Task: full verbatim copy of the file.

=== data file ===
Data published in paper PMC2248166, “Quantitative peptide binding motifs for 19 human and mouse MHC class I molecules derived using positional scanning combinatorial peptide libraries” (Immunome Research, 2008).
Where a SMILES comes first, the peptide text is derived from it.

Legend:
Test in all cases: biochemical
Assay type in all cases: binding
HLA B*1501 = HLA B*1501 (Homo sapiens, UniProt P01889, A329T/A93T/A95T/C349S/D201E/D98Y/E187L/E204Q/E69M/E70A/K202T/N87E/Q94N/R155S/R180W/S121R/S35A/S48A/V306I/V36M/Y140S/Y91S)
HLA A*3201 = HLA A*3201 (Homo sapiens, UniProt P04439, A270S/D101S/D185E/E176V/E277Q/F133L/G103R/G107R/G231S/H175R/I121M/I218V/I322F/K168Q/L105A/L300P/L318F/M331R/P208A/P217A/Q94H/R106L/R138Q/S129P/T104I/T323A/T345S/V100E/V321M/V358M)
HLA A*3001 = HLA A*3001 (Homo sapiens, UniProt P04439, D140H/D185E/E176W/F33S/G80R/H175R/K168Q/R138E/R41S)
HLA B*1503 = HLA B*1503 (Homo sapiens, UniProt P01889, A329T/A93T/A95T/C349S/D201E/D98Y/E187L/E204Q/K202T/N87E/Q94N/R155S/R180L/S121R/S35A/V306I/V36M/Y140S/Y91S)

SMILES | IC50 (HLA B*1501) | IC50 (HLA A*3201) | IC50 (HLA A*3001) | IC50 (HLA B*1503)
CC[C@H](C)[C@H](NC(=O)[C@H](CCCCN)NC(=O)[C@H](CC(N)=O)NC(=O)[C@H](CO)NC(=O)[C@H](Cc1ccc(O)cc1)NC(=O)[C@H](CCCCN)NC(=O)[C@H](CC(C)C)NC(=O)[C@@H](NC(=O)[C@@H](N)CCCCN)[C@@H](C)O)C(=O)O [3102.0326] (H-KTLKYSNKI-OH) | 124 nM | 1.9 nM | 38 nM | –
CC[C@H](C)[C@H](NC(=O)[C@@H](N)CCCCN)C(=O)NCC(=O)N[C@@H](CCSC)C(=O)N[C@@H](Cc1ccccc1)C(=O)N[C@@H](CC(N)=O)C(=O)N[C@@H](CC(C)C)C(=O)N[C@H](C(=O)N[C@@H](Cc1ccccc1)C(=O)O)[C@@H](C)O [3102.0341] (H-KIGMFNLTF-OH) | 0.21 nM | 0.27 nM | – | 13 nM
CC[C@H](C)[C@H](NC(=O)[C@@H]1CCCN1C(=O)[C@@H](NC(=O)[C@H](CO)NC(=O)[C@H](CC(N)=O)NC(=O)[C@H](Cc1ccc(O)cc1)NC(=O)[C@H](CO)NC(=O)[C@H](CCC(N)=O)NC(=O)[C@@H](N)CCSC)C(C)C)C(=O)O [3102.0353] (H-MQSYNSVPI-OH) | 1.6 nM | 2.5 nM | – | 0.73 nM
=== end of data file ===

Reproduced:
Data published in paper PMC2248166, “Quantitative peptide binding motifs for 19 human and mouse MHC class I molecules derived using positional scanning combinatorial peptide libraries” (Immunome Research, 2008).
Where a SMILES comes first, the peptide text is derived from it.

Legend:
Test in all cases: biochemical
Assay type in all cases: binding
HLA B*1501 = HLA B*1501 (Homo sapiens, UniProt P01889, A329T/A93T/A95T/C349S/D201E/D98Y/E187L/E204Q/E69M/E70A/K202T/N87E/Q94N/R155S/R180W/S121R/S35A/S48A/V306I/V36M/Y140S/Y91S)
HLA A*3201 = HLA A*3201 (Homo sapiens, UniProt P04439, A270S/D101S/D185E/E176V/E277Q/F133L/G103R/G107R/G231S/H175R/I121M/I218V/I322F/K168Q/L105A/L300P/L318F/M331R/P208A/P217A/Q94H/R106L/R138Q/S129P/T104I/T323A/T345S/V100E/V321M/V358M)
HLA A*3001 = HLA A*3001 (Homo sapiens, UniProt P04439, D140H/D185E/E176W/F33S/G80R/H175R/K168Q/R138E/R41S)
HLA B*1503 = HLA B*1503 (Homo sapiens, UniProt P01889, A329T/A93T/A95T/C349S/D201E/D98Y/E187L/E204Q/K202T/N87E/Q94N/R155S/R180L/S121R/S35A/V306I/V36M/Y140S/Y91S)

SMILES | IC50 (HLA B*1501) | IC50 (HLA A*3201) | IC50 (HLA A*3001) | IC50 (HLA B*1503)
CC[C@H](C)[C@H](NC(=O)[C@H](CCCCN)NC(=O)[C@H](CC(N)=O)NC(=O)[C@H](CO)NC(=O)[C@H](Cc1ccc(O)cc1)NC(=O)[C@H](CCCCN)NC(=O)[C@H](CC(C)C)NC(=O)[C@@H](NC(=O)[C@@H](N)CCCCN)[C@@H](C)O)C(=O)O [3102.0326] (H-KTLKYSNKI-OH) | 124 nM | 1.9 nM | 38 nM | –
CC[C@H](C)[C@H](NC(=O)[C@@H](N)CCCCN)C(=O)NCC(=O)N[C@@H](CCSC)C(=O)N[C@@H](Cc1ccccc1)C(=O)N[C@@H](CC(N)=O)C(=O)N[C@@H](CC(C)C)C(=O)N[C@H](C(=O)N[C@@H](Cc1ccccc1)C(=O)O)[C@@H](C)O [3102.0341] (H-KIGMFNLTF-OH) | 0.21 nM | 0.27 nM | – | 13 nM
CC[C@H](C)[C@H](NC(=O)[C@@H]1CCCN1C(=O)[C@@H](NC(=O)[C@H](CO)NC(=O)[C@H](CC(N)=O)NC(=O)[C@H](Cc1ccc(O)cc1)NC(=O)[C@H](CO)NC(=O)[C@H](CCC(N)=O)NC(=O)[C@@H](N)CCSC)C(C)C)C(=O)O [3102.0353] (H-MQSYNSVPI-OH) | 1.6 nM | 2.5 nM | – | 0.73 nM